Billions of families prepare their daily meals over open fires or stoves using charcoal, wood or animal waste for fuel, often in cramped dwellings with inadequate ventilation. Women, girls and young children are particularly vulnerable to the effects of smoke inhalation, spending long hours in the home while food is prepared.
In Nepal, an estimated 7,500 people die each year due to indoor air pollution (IAP) and the country’s Alternative Energy Promotion Centre (APEC) is working to reduce this number. APEC is a government agency responsible for the promotion of renewable energy and energy efficiency. This month it celebrates the installation of more than 600,000 improved cooking stoves across the country. These stoves have been installed in households since 1999, the agency working in conjunction with a number of local companies and non-governmental organisations.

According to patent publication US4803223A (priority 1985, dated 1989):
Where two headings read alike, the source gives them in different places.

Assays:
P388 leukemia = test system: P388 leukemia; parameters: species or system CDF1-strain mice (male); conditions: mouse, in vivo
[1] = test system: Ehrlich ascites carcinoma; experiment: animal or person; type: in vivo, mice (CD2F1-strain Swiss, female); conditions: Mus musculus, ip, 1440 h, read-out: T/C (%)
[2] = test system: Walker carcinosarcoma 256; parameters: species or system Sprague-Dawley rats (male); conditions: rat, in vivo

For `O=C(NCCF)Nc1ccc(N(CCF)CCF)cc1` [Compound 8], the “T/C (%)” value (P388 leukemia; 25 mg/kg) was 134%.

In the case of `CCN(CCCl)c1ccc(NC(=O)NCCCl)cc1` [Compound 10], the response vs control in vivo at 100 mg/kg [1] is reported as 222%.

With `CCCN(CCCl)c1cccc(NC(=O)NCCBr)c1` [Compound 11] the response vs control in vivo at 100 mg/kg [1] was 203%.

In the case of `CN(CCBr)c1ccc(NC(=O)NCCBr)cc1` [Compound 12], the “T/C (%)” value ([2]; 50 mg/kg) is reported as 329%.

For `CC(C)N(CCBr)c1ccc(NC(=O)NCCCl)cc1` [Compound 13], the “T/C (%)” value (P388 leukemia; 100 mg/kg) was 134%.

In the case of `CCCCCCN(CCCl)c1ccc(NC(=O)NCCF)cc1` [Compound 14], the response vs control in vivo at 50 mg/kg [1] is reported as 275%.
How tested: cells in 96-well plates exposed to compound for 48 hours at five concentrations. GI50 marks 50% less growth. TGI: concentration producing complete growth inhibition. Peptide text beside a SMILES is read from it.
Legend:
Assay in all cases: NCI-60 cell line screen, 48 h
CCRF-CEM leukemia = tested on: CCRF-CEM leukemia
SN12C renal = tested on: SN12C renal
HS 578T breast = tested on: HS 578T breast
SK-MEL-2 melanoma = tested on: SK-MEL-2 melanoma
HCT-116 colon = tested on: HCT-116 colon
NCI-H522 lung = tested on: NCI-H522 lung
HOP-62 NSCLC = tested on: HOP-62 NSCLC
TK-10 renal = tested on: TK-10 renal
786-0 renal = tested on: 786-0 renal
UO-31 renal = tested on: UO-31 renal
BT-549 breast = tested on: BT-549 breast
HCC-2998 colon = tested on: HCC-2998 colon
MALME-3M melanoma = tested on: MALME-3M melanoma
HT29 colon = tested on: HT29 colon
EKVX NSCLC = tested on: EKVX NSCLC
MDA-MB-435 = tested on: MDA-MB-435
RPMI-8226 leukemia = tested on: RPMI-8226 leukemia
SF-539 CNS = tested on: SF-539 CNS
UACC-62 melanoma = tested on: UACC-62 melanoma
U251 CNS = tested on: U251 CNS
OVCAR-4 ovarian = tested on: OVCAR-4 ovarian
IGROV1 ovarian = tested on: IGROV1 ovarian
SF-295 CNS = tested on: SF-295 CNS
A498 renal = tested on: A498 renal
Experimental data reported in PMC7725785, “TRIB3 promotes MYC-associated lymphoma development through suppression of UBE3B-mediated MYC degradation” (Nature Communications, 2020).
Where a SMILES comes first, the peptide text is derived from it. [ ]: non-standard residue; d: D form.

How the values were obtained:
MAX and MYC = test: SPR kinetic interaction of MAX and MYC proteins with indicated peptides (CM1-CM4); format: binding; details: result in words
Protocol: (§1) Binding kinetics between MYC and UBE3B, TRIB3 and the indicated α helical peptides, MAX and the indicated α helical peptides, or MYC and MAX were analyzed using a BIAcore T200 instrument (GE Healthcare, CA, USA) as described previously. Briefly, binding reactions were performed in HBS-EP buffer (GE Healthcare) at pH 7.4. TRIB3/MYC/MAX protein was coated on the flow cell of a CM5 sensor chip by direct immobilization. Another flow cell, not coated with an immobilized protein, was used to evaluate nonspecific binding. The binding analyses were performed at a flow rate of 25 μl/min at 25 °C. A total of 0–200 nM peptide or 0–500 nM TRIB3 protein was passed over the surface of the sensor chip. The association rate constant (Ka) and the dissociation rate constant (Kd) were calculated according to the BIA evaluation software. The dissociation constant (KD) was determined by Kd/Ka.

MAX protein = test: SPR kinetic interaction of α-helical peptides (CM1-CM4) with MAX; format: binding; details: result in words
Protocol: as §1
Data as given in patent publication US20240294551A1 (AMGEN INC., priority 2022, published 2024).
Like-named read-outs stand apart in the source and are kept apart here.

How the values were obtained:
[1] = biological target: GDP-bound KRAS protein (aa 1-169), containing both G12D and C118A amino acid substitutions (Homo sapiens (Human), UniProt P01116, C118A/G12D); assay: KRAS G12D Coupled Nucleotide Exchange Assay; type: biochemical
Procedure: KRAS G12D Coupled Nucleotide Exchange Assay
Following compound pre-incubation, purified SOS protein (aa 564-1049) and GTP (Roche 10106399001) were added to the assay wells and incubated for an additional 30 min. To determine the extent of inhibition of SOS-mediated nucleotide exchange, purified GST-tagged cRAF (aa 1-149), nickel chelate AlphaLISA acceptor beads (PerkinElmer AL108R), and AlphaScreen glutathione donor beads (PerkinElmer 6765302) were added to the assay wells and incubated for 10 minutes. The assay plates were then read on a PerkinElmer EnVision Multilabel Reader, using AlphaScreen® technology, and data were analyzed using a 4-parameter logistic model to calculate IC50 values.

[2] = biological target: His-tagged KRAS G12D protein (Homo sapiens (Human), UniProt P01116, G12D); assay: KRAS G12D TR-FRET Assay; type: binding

Householders pay a contribution of 6 to 17 dollars to have the basic mud-brick stoves set up in their homes. For those who can afford it, metal stoves can also be provided at a cost of 90 dollars, with a 50% subsidy available from the government to families who live high up in the mountains (over 1,500 metres). Both types of stove significantly lower internal smoke, as well as reducing the amount of fuel needed and time spent cooking. In an article on the success of the stove installation programme in Nepal, one eighteen year-old taxi driver told IRIN “when I used to cook on my old stove, my eyes would water from the smoke.”With his improved stove, smoke is funnelled outside.
Under its ongoing ‘Energy Sector Assistance Programme’, around 8,000 installers have been trained to build improved stoves and APEC has a target of installing 475,000 more over the next five years. This equates to twice the number already constructed. But there is still a long way to go. Many families are too poor to pay even the modest fees required for the improved stoves and some would like to see subsidies available for these people. And with over 3 million households still using traditional stoves in Nepal, health and environmental agencies hope greater awareness about the dangers of smoke inhalation will help to change attitudes and build a greater momentum for change.